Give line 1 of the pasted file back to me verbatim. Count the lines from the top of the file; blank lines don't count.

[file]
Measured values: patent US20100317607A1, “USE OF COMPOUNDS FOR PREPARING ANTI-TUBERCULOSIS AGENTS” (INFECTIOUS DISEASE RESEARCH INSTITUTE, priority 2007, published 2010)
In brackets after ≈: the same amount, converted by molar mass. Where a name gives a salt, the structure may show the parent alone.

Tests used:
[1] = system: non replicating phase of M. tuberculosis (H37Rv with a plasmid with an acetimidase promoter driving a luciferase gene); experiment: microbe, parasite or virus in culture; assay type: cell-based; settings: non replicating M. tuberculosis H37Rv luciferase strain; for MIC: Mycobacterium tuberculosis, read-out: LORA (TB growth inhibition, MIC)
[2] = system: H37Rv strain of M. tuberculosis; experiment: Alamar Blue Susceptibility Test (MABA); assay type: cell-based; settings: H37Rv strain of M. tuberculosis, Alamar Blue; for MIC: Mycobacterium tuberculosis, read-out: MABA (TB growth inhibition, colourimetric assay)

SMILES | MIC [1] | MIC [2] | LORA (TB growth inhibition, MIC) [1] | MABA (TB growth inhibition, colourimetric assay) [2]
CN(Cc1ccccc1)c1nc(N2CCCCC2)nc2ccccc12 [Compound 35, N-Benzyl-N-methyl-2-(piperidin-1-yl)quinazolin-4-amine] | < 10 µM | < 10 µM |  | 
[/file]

Measured values: patent US20100317607A1, “USE OF COMPOUNDS FOR PREPARING ANTI-TUBERCULOSIS AGENTS” (INFECTIOUS DISEASE RESEARCH INSTITUTE, priority 2007, published 2010)